Traditionally, in patients with mitral regurgitation (MR) a successful mitral valve repair is considered when residual MR by post-pump transesophageal echocardiography (TEE) is less than moderate or absent. Little is known about the prognostic value of less than moderate (mild or mild-to-moderate) residual MR for the early outcome of patients treated with mitral valve repair.
Eligible for this study were patients undergoing isolated mitral valve repair. Patients with moderate or severe residual MR after valve repair were excluded. The primary endpoint of the study was the composite of death or need of reintervention.
A total of 98 patients (54 with no residual MR-Group 1, and 44 with less than moderate residual MR-Group 2) were analyzed. Of these, 72% presented with New York Heart Association (NYHA) 3/4, and 38% were women. The primary endpoint of the study occurred in 3 (5.5%) patients in Group 1 and 6 (13.6%) patients in Group 2 MR (P = 0.31). There was a trend toward a higher incidence of use of inotropic drugs post-interventional (P = 0.12), and a longer hospital stay among patients with less than moderate residual MR (P = 0.18).
In our study population, patients with less than moderate residual MR had a trend toward a higher risk of early adverse outcomes as compared with patients with no residual MR by post-pump TEE. Studies with a larger patient population and longer follow-up data may be useful to better define the clinical significance of residual mild MR after mitral vale repair.
Mitral regurgitation is the most commonly encountered valve lesion in modern clinical practice 1. As echocardiography is the most widely available cardiac imaging modality, it is the technique which is routinely used to assess patients with suspected or known MR. Echo-Doppler is an excellent technique for detecting the presence of MR and defining the underlying pathological cause 2. Echo-Doppler grading of regurgitation severity in conjunction with patient symptoms and signs and occasionally invasive haemodynamic information are useful in the decision-making process with respect to the need for and timing of mitral valve surgery 2.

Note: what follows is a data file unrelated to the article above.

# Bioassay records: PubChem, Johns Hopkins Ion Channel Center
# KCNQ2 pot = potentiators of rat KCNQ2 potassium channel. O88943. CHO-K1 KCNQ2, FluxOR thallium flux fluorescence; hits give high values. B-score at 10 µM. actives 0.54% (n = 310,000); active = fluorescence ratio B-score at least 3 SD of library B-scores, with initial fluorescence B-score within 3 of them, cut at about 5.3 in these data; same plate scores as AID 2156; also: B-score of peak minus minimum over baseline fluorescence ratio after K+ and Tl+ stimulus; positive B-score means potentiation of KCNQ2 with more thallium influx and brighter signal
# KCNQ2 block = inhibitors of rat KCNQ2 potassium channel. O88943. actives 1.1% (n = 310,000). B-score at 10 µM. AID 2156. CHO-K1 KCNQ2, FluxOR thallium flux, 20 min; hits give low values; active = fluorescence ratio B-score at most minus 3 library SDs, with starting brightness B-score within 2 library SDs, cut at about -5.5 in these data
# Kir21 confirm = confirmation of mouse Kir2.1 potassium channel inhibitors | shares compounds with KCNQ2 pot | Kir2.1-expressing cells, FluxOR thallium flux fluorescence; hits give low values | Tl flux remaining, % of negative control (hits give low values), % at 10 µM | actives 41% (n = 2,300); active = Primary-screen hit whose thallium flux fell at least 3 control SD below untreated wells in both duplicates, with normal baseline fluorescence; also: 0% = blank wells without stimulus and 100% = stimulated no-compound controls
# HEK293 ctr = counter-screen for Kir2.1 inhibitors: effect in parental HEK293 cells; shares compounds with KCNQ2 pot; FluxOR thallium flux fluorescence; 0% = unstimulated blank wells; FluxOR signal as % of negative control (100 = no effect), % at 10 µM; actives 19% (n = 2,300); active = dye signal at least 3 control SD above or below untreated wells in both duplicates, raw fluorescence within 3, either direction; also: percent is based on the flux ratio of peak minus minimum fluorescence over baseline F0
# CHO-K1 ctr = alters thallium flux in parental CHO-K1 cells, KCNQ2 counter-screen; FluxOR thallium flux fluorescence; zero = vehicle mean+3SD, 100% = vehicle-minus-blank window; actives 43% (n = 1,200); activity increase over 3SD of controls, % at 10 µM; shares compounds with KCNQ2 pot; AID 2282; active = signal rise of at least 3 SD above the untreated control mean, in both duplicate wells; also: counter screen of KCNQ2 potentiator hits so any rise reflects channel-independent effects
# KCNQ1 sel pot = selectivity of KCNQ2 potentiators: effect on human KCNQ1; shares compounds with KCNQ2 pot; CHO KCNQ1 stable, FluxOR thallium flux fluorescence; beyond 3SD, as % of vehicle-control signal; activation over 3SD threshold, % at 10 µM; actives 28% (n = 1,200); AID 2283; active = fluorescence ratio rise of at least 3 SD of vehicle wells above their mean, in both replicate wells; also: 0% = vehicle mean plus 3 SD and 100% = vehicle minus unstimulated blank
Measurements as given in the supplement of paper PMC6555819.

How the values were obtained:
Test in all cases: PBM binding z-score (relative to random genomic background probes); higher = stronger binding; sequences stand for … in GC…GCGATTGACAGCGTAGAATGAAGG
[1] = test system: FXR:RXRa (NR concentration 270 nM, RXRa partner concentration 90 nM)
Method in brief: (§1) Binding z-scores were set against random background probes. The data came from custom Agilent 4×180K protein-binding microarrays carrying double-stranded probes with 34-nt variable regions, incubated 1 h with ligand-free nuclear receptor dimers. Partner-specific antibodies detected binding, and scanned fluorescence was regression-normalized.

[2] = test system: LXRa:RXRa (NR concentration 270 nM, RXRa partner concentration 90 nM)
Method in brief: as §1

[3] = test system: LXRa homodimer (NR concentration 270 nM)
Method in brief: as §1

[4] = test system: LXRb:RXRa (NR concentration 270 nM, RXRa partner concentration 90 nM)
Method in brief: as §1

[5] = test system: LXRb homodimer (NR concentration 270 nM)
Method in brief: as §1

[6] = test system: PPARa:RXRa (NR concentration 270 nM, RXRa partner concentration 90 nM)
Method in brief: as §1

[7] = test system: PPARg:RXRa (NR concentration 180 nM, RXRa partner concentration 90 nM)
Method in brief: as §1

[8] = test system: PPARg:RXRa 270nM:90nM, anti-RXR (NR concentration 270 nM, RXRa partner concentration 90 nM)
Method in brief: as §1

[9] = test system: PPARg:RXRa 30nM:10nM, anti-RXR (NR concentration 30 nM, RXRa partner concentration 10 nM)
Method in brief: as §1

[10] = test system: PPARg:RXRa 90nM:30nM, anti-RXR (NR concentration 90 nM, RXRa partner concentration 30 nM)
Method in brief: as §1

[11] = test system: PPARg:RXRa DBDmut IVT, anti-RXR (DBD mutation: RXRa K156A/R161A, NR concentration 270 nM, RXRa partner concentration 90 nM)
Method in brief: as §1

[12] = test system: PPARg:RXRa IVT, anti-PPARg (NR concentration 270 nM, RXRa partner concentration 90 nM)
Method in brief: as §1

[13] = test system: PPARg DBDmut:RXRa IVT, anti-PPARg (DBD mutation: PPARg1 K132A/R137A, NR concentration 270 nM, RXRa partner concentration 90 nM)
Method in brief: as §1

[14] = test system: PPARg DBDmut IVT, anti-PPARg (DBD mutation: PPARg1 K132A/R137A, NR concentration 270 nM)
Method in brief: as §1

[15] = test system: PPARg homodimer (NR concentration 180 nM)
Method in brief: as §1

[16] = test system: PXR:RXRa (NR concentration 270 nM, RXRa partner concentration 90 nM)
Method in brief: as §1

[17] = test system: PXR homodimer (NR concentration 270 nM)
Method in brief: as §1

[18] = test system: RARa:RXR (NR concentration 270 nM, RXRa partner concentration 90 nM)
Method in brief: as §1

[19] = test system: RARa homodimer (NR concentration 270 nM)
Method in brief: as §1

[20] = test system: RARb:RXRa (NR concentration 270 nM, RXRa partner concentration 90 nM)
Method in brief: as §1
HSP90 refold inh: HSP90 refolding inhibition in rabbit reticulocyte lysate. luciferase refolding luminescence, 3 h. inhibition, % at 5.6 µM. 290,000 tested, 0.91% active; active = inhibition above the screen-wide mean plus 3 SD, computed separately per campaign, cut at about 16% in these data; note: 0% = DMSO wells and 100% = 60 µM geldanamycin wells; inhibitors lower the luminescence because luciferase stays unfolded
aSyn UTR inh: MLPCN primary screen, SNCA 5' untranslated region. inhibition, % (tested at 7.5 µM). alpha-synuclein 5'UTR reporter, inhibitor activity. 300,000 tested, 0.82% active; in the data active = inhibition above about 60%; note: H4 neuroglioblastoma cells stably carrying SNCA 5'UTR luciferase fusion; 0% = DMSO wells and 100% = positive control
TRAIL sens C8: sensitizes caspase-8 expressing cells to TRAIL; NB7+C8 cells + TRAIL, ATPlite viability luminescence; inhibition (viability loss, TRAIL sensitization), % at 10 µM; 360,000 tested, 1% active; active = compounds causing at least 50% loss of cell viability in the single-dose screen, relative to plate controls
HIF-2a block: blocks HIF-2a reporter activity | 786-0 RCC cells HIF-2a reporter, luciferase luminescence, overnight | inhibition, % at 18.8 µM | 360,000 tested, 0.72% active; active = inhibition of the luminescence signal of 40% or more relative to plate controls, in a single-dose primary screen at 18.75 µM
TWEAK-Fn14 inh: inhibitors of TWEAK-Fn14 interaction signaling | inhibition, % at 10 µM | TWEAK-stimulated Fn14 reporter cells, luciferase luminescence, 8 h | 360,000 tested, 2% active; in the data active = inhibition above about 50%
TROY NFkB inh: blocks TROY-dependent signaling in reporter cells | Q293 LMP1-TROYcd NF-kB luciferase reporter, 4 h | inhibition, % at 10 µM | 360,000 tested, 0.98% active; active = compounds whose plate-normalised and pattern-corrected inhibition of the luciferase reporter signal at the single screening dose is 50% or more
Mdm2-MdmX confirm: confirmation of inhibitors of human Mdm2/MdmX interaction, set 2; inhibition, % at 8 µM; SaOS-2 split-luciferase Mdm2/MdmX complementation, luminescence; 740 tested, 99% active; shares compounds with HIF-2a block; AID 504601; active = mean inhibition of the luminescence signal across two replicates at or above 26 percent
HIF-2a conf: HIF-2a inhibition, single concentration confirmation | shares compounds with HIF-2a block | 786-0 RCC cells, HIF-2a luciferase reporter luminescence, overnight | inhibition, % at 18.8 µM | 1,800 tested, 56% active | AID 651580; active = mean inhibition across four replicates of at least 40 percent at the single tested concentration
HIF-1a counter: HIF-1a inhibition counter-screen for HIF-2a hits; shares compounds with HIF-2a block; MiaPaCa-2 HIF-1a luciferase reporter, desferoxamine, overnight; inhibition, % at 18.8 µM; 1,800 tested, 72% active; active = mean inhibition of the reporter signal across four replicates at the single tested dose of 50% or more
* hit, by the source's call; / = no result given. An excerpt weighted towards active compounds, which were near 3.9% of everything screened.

It is important to note that mitral regurgitation changed in the last decades with regard to its etiologic profile, which is now dominated by degenerative and ischemic causes in developed countries 3; to its noninvasive assessment with the developments in transesophageal echocardiography (TEE), colour flow imaging, and new methods of quantization of regurgitation 1; and to its management with improved understanding of the role of left ventricle (LV) function in prognosis 2. Most importantly, advances in conservative surgery have improved its treatment 4.
The post-Cardiac Pulmonary Bypass (CPB) TEE exam is essential in helping to determine the competency of the repaired mitral valve (MV), and to evaluate persistent MR 5. Hemodynamic loading conditions and left ventricle function also must be taken into consideration in the assessment of residual MR 6. Following MV procedures, several studies have suggested that, in approximately 5├óÔé¼ÔÇ£11% of cases the post-CPB TEE exam may identify persistent lesions that require additional immediate surgical intervention 7,8. Moderate to severe residual MR will necessitate a return to CPB for further evaluation and repeat surgery.
The aim of the present retrospective study was to assess the short-term outcome of patients who underwent mitral valve repair in our Cardiac Surgery Division with less than moderate mitral regurgitation after repair.
To collect the necessary information for this study we used the database of patients admitted and treated at Ospedale Pasquinucci, IFC-CNR, Massa, Italy from January 2004 to October 2005./>/>/>/>/>/>/>/>/>/>/>/>/>/>/>/>/>/>/>
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